Thursday, January 29, 2009

Sad story

Last night a homeless man was hit by a car at the corner of 21st and O Streets. The accident occurred a few moments after OMF, my family, and I exited Zelda's at about 9ish. When the accident happened we were standing right in front of the restaurant and from a half block away it sounded like two cars hitting. OMF and I didn't realize a pedestrian had been hit until we got in our truck and my sister called hysterical and told us to come to where they had parked. Their car was right near the accident.

When OMF and I arrived the man was lying in the intersection and there were a handful of folks milling around. Someone mentioned that they could hear the man breathing so OMF went and sat with him and talked to him until the paramedics came. I was on the phone with 911 and when the dispatcher asked for my location I realized I didn't know. The whole event was so startling that I lost track of where I was. After a foggy split second I was able to tell the dispatcher my cross streets and at that moment the paramedics arrived.

In order to examine him the paramedics had to cut off his coat and when they did a plume of down feathers burst out of the back of his jacket and settled in the small pool of blood on the asphalt. As they loaded his stretcher into the back of the ambulance I wondered if later in the evening or early the next morning someone might think that a bird had been struck there.

The police took statements from everyone and as we left we found out that the man who hit him was talking to police as we drove away. I'm glad the man stopped. He was sober and cooperative and naturally shook up.

Before I went to bed last night the police called for a final statement and said that as of that time the victim of the accident was still alive and at UCD med center. I seriously wonder what happened since then.

Tuesday, January 27, 2009

This just in!

My sis was in the Sacramento Union. Crazy!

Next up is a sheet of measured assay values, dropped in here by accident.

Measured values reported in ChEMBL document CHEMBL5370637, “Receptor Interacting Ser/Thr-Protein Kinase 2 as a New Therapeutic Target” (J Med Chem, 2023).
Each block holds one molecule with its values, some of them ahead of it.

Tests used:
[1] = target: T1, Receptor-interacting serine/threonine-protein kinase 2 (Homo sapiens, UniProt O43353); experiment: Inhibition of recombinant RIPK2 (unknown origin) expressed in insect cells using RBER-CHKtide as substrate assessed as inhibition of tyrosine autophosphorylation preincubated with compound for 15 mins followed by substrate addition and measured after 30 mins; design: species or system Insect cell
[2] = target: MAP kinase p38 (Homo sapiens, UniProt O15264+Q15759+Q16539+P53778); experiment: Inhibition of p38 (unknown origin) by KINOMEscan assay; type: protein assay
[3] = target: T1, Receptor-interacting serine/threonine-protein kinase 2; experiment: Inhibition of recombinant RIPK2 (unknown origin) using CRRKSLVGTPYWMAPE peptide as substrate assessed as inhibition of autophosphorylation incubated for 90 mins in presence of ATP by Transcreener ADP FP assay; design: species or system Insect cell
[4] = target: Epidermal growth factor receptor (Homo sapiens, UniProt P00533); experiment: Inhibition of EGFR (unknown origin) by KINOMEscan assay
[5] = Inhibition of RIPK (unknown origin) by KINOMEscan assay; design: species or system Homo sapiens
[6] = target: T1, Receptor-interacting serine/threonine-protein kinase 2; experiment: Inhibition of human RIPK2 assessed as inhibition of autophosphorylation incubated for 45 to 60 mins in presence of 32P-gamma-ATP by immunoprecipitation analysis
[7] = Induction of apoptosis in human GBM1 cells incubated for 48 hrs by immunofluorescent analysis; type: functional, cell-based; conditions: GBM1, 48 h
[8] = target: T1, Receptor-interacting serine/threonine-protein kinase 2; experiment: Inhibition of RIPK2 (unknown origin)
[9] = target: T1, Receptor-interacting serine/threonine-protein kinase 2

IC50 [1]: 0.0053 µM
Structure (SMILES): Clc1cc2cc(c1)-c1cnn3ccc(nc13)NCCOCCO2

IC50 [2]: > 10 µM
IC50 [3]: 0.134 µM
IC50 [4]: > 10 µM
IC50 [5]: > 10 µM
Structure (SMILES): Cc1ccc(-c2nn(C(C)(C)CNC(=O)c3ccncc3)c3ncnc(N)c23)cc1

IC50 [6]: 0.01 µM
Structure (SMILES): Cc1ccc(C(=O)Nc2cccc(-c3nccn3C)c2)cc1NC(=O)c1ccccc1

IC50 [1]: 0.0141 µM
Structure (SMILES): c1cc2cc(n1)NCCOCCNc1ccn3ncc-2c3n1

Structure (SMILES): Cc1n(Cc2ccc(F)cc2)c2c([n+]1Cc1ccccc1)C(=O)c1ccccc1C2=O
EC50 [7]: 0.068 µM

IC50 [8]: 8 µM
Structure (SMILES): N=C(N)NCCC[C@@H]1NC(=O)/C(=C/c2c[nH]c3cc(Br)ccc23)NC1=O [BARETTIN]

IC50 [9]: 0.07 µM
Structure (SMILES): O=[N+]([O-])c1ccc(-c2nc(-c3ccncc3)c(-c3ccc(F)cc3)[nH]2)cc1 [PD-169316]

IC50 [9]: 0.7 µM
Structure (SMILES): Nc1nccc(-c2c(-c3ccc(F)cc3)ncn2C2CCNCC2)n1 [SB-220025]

Monday, January 26, 2009

We're JJ Fad and we're here to talk...

So the part of my LA art weekend of which I was most looking forward also ended up being the weekend's biggest disappointed. Anyone who hit the fairs this weekend knows that I am referring to Supersonic, a fair within LA Art which features the work of unrepresented SoCal MFAs. Not only was the work disappointing over all, it was ridiculously under lit and the walls were covered with a rippling gray construction paper. WTF? I'm still not clear as to whether this work was curated or if any and all were invited or what. I went to the Supersonic website and saw no mention of a curator or selection committee. I did review the list of featured "artsists" again though to refresh my memory on the show overall. In so doing I was lead to Micha Cardenas' blog and was reminded of Becoming Dragon, the one piece in the show that was conceptually quite interesting and equally well executed. Reading Cardenas' blog then lead me to this piece on Supersonic by Marshall Astor which I found entertaining if not a bit cynical.

The weakness of Supersonic was a sentiment on most lips I encountered in LA last weekend with most folks shocked at both the quality and presentation this year. Having attended this fair I now have to agree with a colleague who suggested that good work has a hard time fighting it's way out of a bad group exhibition. Supersonic was proof positive.

Thinking all this Supersonic badness made me want some Supersonic goodness so I went in search of JJ Fad after leaving the Supersonic website. Remember when you could call 1-900 hotlines to talk to your favorite recording artist? It's such a crazy concept now. I never did it because, a. I knew that I wasn't really gonna talk to JJ Fad and b. I also knew that shit was crazy expensive and my folks would have killed me if my curiosity had ever gotten the best of me. I love how it says at the end that kids should be sure to get your parents permission before calling as though any adult would have ever considered calling those hotlines.

Sunday, January 25, 2009

2.25 Obamas

Abraham Obama, by Ron English